Ellington Index shows GTA tenants are slowly gaining ground in the power struggle with landlords
When it comes to looking at the balance of power between landlords and tenants in the Greater Toronto Area’s commercial real estate market, the Ellington Index shows that landlords have a slight edge but the market is inching its way back to an equilibrium.
Developed by Ellington Tenant and Facilities Services, the Ellington Index is designed to take into consideration a variety of factors that influence the commercial real estate market on a quarterly basis. With 50 marking an equilibrium in the balance of power, a score above 50 reflects a “Tenant’s Market” and conversely a score below 50 reflects a “Landlord’s Market”.
The Ellington Index increased slightly from a score of 46 in the second quarter of 2011, to 47 in the third quarter of the year. While a score of 47 would still be defined softly as a “Landlord’s Market”, the Index is moving in the tenant’s favor.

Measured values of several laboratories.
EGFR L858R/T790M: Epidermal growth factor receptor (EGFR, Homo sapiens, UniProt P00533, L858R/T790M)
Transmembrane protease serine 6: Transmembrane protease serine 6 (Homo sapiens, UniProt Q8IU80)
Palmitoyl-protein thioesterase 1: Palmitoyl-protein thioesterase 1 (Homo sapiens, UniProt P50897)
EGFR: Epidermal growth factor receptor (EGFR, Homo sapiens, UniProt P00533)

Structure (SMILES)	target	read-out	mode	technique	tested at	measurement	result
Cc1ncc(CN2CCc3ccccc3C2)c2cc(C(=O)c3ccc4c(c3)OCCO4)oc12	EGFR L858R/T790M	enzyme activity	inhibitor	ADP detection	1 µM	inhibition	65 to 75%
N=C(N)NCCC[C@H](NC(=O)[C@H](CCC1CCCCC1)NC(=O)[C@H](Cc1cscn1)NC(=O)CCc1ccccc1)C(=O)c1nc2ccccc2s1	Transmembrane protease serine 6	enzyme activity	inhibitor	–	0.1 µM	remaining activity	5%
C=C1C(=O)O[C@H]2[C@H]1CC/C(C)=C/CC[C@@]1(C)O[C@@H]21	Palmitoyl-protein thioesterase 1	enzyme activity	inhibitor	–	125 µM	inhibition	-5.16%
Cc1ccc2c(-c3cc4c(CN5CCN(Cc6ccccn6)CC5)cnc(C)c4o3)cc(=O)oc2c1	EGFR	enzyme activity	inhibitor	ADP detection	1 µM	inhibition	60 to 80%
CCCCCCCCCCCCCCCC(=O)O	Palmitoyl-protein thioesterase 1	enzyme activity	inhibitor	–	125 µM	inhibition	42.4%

Scott Mulligan, broker/partner at Ellington says that the current trend can be traced to three factors: announced new construction, deal velocity and large blocks of office space that will be available for lease. “This third quarter change in the index can largely be attributed to new supply coming on to the market,” says Mulligan, “Contributing to this net gain was the announcement by Oxford Properties of a 950,000 square foot office building for Royal Bank’s occupancy in September 2014. Expectations of an announcement of another downtown office tower in the next six to 12 months still remain relatively high.”
According to Mulligan, “While the summer remained somewhat active, compared to the previous quarter, September’s deal velocity dropped. Limited tenant movement is another contributor to the change in our Index.”
The third factor impacting the Index is that large blocks of office space will be coming onto the market next year. “Higher priced office buildings such as First Canadian Place, Commerce Court West and 77 King St. W. will be the greatest source of office space for large tenants,” adds Mulligan.
“250 Yonge St. and the CBC Building offer space for those with less expensive tastes or those who do not need to be in the financial core of the city. While the future is brighter for tenants, current availability continued its linear decline as companies in the financial services sector expanded. Sublet supply still remains at historically low levels.”